ProHealth health Vitamin and Natural Supplement Store and Health
Home  |  Log In  |  My Account  |  View Cart  View Your ProHealth Vitamin and Supplement Shopping Cart
800-366-6056  |  Contact Us  |  Help
Facebook Google Plus
Fibromyalgia  Chronic Fatigue Syndrome & M.E.  Lyme Disease  Natural Wellness  Supplement News  Forums  Our Story
Store     Brands   |   A-Z Index   |   Best Sellers   |   New Products   |   Deals & Specials   |   Under $10   |   SmartSavings Club

Trending News

10 Fibro-Friendly Foods with a Bonus: Beautiful Skin

Studies Show that Magnesium L-threonate Improves Brain Plasticity, Leading to Direct and Significant...

Clary Sage Oil May Be Pricey, but Its Benefits Are Priceless

Pumpkin Pie Turmeric Breakfast Smoothie - Vegan + Gluten-Free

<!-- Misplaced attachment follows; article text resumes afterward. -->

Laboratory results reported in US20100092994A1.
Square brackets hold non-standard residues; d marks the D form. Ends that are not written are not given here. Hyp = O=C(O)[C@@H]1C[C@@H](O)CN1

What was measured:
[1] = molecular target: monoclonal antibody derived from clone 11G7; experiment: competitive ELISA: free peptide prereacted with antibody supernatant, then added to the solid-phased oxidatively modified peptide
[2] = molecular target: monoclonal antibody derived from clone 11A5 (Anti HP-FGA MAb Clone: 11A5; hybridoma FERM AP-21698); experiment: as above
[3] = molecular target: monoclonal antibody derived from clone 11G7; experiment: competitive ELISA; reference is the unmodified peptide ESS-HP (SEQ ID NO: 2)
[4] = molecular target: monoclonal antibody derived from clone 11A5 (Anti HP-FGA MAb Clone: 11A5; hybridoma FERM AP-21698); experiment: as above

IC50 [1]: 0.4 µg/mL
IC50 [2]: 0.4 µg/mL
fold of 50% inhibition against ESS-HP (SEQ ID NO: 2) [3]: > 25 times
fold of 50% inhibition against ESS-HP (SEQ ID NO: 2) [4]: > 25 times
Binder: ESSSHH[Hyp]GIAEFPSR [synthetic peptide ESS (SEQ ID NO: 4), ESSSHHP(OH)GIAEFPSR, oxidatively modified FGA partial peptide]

Component of red wine, grapes can help to reduce inflammation, study finds

Poly MVA: A Novel Therapy for Increasing Energy, Repairing DNA, and Promoting Overall Health

Vitamin D supplementation extends life in mouse model of Huntington's disease

Omega-3 fatty acid stops known trigger of lupus

Conquer Your Email Inbox, Increase Productivity and Reduce Stress

The Significance of Selenium

Print Page
Email Article

Mayo Clinic Study Finds People Over 40 Need Frequent Exercise to Prevent or Treat Type 2 Diabetes

  [ 36 votes ]   [ Discuss This Article ] • August 18, 2003

ROCHESTER, Minn. -- People over 40 who use aerobic exercise to prevent or control diabetes need not only regular, but frequent, exercise if they are to realize its potential benefits, according to a Mayo Clinic study published in the August 2003 issue of Diabetes, the Journal of the American Diabetes Association. Aerobic exercise is often prescribed to help prevent or control Type 2 diabetes.

"As people age, they typically experience a decline in insulin sensitivity, a key underlying factor that makes them more prone to becoming diabetic," says K. Sreekumaran Nair, M.D., a Mayo Clinic endocrinologist and the study's lead investigator.